The Court was strongly influenced by its conclusion that upholding the federal-forum provisions would generate efficiencies in the wake of the United States Supreme Court’s decision in Cyan, Inc. v. Beaver County Employees Retirement Fund, which held that 1933 Act claims that are brought in state court may not be removed to federal court. The Delaware Supreme Court explained that “federal-forum provisions” adopted in response to Cyan would properly consolidate 1933 Act actions against Delaware corporations in federal court. More fundamentally, the Court concluded that the private ordering reaction to Cyan reflected that “the DGCL allows immense freedom for businesses to adopt the most appropriate terms for the organization, finance, and governance of their enterprise.”

Sciabacucchi’s Implications

The immediate effect of Sciabacucchi is that a Delaware corporation is permitted to require, through its charter, that a claim against it under the 1933 Act be litigated in a federal court. But the holding was rendered in connection with a “facial challenge,” meaning plaintiffs challenged the federal forum provision in the abstract rather than on an “as applied” basis. Thus, although the Court held that such provisions are not facially invalid, the Court left open the “down the road” question of whether federal-forum provisions in the charters of Delaware corporations will be respected and enforced by other states while noting its view that sister states should enforce these provisions. That issue is set to be litigated in state courts outside Delaware in the coming months, particularly in California where similar 1933 Act cases have been stayed in anticipation of this decision from the Delaware Supreme Court. Resolution of this issue is the necessary next step toward reversing the growing trend of parallel 1933 Act litigation in state and federal court.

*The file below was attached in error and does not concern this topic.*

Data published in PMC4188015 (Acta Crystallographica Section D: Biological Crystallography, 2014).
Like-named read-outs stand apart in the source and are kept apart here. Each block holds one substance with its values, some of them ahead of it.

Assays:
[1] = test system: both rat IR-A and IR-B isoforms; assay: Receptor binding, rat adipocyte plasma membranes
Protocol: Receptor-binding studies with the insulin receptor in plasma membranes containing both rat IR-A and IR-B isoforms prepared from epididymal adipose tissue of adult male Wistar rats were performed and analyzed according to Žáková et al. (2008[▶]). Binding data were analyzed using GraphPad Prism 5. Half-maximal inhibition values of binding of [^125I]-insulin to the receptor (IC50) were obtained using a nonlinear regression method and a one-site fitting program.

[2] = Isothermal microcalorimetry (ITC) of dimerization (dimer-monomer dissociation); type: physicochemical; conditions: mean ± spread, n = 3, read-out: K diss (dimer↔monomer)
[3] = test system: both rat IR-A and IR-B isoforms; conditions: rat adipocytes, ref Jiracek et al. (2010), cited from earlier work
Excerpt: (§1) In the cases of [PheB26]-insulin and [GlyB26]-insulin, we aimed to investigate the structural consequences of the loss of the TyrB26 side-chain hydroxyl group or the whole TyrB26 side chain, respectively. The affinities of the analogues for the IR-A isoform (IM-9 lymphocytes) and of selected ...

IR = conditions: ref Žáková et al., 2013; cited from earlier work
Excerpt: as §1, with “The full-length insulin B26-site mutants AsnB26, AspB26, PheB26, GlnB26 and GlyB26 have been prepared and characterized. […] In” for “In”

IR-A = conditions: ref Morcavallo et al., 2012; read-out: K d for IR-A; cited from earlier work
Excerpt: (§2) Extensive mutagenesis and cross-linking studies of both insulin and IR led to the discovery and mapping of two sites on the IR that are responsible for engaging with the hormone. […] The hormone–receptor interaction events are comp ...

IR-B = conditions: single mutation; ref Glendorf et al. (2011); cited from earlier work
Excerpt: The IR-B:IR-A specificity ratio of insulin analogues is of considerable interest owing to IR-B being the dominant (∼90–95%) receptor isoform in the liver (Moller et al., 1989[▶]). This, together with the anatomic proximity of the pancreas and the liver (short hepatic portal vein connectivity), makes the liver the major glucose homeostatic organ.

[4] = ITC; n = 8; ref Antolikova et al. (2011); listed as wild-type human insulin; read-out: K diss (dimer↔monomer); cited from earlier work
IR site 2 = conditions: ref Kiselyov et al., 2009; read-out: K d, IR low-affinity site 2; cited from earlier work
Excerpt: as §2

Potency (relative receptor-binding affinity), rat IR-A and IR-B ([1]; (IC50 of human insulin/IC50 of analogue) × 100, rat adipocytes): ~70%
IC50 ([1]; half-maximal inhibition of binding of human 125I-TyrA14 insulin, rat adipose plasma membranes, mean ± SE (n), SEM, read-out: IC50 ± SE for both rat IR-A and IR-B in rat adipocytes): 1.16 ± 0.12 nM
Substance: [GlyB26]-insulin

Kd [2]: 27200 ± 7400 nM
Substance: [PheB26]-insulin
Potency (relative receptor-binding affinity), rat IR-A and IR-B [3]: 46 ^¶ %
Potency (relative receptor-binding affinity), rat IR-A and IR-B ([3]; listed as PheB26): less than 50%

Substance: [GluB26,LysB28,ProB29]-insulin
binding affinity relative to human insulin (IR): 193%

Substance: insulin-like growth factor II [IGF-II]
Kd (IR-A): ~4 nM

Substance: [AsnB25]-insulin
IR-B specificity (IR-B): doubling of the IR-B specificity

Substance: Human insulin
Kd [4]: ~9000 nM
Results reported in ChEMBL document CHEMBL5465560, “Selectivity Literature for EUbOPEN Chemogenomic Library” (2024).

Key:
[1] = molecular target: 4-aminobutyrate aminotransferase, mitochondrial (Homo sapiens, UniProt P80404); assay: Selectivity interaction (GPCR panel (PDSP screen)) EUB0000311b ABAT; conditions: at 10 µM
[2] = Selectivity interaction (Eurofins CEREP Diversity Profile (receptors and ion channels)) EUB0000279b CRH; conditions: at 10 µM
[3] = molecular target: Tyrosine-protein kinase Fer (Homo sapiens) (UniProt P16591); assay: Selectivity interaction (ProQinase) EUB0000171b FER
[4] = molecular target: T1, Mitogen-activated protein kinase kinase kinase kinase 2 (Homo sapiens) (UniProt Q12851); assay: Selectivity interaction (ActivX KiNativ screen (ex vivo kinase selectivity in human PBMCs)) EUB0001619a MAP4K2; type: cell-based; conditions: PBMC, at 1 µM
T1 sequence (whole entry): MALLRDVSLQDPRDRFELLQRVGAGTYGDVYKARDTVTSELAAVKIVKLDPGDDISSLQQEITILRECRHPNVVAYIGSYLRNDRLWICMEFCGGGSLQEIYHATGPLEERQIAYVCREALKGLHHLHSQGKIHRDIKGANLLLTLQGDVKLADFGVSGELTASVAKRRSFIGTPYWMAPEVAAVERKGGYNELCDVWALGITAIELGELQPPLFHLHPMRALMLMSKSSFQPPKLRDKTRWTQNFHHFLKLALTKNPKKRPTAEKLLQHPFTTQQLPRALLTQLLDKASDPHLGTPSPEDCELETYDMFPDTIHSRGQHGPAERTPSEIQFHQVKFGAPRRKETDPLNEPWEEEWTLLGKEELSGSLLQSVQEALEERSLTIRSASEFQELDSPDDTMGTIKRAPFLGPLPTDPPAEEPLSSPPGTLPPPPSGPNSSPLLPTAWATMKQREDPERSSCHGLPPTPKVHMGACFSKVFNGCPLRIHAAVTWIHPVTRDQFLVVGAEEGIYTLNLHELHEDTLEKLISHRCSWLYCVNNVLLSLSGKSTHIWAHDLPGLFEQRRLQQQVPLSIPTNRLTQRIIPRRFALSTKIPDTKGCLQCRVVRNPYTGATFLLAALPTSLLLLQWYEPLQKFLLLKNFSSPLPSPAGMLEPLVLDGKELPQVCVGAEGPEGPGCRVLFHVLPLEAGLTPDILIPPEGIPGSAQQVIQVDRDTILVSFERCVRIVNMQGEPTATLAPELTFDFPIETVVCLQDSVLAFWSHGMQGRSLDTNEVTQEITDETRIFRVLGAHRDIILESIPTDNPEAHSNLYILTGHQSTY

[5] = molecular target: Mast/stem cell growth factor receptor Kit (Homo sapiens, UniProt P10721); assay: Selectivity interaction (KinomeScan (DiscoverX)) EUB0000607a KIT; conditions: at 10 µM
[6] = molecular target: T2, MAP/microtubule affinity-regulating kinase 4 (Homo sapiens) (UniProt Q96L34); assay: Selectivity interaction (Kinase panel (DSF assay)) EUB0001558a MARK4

The flexibility Sciabacucchi exemplifies leaves open the potential adoption of other alternative forum provisions. Some have hypothesized this could extend as far as mandatory arbitration provisions governing certain securities claims. In the wake of the Sciabacucchi decision, corporations and directors should discuss with their counsel the possibility of these and other specific forum provisions designed to facilitate the efficient resolution of intra-corporate disputes.

Another topic of likely interest for many public, or hoping to be public, Delaware companies is what effect this decision will have on the cost of insurance. The premiums for D&O insurance as well as the size of retention limits, has increased in the past several years in part due to the increased litigation costs of parallel litigation and concerns about litigating securities claims in state courts. The Cyan effect on insurance rates is only one factor leading to increased premiums; larger monetary derivative settlements and increased potential for claims have also contributed to increased premiums.